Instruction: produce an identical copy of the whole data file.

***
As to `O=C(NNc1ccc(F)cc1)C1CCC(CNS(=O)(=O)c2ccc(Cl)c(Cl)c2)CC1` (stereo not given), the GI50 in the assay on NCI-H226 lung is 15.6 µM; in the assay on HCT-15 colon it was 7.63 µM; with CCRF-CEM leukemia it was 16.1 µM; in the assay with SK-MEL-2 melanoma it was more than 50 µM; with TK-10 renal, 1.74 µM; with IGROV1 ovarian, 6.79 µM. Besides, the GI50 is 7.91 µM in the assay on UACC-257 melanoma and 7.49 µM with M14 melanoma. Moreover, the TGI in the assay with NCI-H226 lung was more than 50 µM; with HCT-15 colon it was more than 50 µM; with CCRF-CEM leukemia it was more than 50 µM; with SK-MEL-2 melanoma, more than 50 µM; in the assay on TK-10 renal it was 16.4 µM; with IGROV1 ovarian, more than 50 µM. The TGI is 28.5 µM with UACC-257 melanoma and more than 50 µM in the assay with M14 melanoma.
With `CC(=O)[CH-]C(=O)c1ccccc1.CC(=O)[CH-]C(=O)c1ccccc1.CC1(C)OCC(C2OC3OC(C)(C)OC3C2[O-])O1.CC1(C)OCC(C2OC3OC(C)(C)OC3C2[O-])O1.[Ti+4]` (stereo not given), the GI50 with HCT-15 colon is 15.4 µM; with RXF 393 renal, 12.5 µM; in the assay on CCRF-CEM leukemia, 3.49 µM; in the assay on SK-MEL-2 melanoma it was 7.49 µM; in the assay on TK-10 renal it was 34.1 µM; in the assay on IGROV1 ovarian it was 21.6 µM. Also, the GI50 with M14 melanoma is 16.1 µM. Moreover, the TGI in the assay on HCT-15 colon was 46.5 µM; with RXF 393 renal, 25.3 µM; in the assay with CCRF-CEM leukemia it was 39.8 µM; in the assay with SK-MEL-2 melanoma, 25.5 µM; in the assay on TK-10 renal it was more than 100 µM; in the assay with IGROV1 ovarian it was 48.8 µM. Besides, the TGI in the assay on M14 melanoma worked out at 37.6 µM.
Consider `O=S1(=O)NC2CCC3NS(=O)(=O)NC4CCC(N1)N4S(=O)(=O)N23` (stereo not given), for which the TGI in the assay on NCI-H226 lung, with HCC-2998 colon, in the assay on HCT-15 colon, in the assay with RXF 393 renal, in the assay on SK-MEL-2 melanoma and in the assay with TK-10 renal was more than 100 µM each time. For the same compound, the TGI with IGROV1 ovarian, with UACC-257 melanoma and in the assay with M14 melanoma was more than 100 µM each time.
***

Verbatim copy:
As to `O=C(NNc1ccc(F)cc1)C1CCC(CNS(=O)(=O)c2ccc(Cl)c(Cl)c2)CC1` (stereo not given), the GI50 in the assay on NCI-H226 lung is 15.6 µM; in the assay on HCT-15 colon it was 7.63 µM; with CCRF-CEM leukemia it was 16.1 µM; in the assay with SK-MEL-2 melanoma it was more than 50 µM; with TK-10 renal, 1.74 µM; with IGROV1 ovarian, 6.79 µM. Besides, the GI50 is 7.91 µM in the assay on UACC-257 melanoma and 7.49 µM with M14 melanoma. Moreover, the TGI in the assay with NCI-H226 lung was more than 50 µM; with HCT-15 colon it was more than 50 µM; with CCRF-CEM leukemia it was more than 50 µM; with SK-MEL-2 melanoma, more than 50 µM; in the assay on TK-10 renal it was 16.4 µM; with IGROV1 ovarian, more than 50 µM. The TGI is 28.5 µM with UACC-257 melanoma and more than 50 µM in the assay with M14 melanoma.
With `CC(=O)[CH-]C(=O)c1ccccc1.CC(=O)[CH-]C(=O)c1ccccc1.CC1(C)OCC(C2OC3OC(C)(C)OC3C2[O-])O1.CC1(C)OCC(C2OC3OC(C)(C)OC3C2[O-])O1.[Ti+4]` (stereo not given), the GI50 with HCT-15 colon is 15.4 µM; with RXF 393 renal, 12.5 µM; in the assay on CCRF-CEM leukemia, 3.49 µM; in the assay on SK-MEL-2 melanoma it was 7.49 µM; in the assay on TK-10 renal it was 34.1 µM; in the assay on IGROV1 ovarian it was 21.6 µM. Also, the GI50 with M14 melanoma is 16.1 µM. Moreover, the TGI in the assay on HCT-15 colon was 46.5 µM; with RXF 393 renal, 25.3 µM; in the assay with CCRF-CEM leukemia it was 39.8 µM; in the assay with SK-MEL-2 melanoma, 25.5 µM; in the assay on TK-10 renal it was more than 100 µM; in the assay with IGROV1 ovarian it was 48.8 µM. Besides, the TGI in the assay on M14 melanoma worked out at 37.6 µM.
Consider `O=S1(=O)NC2CCC3NS(=O)(=O)NC4CCC(N1)N4S(=O)(=O)N23` (stereo not given), for which the TGI in the assay on NCI-H226 lung, with HCC-2998 colon, in the assay on HCT-15 colon, in the assay with RXF 393 renal, in the assay on SK-MEL-2 melanoma and in the assay with TK-10 renal was more than 100 µM each time. For the same compound, the TGI with IGROV1 ovarian, with UACC-257 melanoma and in the assay with M14 melanoma was more than 100 µM each time.